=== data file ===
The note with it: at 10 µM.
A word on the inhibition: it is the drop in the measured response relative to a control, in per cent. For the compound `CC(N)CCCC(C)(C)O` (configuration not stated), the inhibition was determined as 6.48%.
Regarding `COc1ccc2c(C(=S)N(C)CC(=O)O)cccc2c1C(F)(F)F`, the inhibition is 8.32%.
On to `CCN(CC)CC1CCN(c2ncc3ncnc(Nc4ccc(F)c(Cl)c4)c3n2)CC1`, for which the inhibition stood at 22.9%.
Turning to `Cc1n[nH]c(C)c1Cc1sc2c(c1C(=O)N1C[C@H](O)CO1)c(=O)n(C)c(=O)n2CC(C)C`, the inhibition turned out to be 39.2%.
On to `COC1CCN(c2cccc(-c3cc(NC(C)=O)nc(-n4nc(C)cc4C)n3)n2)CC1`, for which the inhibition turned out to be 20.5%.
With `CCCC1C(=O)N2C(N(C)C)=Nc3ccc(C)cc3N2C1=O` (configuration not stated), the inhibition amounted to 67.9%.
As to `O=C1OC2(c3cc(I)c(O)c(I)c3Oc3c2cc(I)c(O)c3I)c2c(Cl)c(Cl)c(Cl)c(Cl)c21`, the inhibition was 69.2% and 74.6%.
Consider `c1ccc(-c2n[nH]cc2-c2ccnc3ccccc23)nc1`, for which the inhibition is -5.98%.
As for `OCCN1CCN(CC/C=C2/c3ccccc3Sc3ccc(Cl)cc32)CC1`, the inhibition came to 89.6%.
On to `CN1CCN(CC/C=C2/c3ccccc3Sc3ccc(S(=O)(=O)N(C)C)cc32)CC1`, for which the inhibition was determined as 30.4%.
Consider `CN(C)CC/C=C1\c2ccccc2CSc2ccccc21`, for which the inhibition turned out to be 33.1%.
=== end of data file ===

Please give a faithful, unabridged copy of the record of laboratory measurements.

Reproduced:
The note with it: at 10 µM.
A word on the inhibition: it is the drop in the measured response relative to a control, in per cent. For the compound `CC(N)CCCC(C)(C)O` (configuration not stated), the inhibition was determined as 6.48%.
Regarding `COc1ccc2c(C(=S)N(C)CC(=O)O)cccc2c1C(F)(F)F`, the inhibition is 8.32%.
On to `CCN(CC)CC1CCN(c2ncc3ncnc(Nc4ccc(F)c(Cl)c4)c3n2)CC1`, for which the inhibition stood at 22.9%.
Turning to `Cc1n[nH]c(C)c1Cc1sc2c(c1C(=O)N1C[C@H](O)CO1)c(=O)n(C)c(=O)n2CC(C)C`, the inhibition turned out to be 39.2%.
On to `COC1CCN(c2cccc(-c3cc(NC(C)=O)nc(-n4nc(C)cc4C)n3)n2)CC1`, for which the inhibition turned out to be 20.5%.
With `CCCC1C(=O)N2C(N(C)C)=Nc3ccc(C)cc3N2C1=O` (configuration not stated), the inhibition amounted to 67.9%.
As to `O=C1OC2(c3cc(I)c(O)c(I)c3Oc3c2cc(I)c(O)c3I)c2c(Cl)c(Cl)c(Cl)c(Cl)c21`, the inhibition was 69.2% and 74.6%.
Consider `c1ccc(-c2n[nH]cc2-c2ccnc3ccccc23)nc1`, for which the inhibition is -5.98%.
As for `OCCN1CCN(CC/C=C2/c3ccccc3Sc3ccc(Cl)cc32)CC1`, the inhibition came to 89.6%.
On to `CN1CCN(CC/C=C2/c3ccccc3Sc3ccc(S(=O)(=O)N(C)C)cc32)CC1`, for which the inhibition was determined as 30.4%.
Consider `CN(C)CC/C=C1\c2ccccc2CSc2ccccc21`, for which the inhibition turned out to be 33.1%.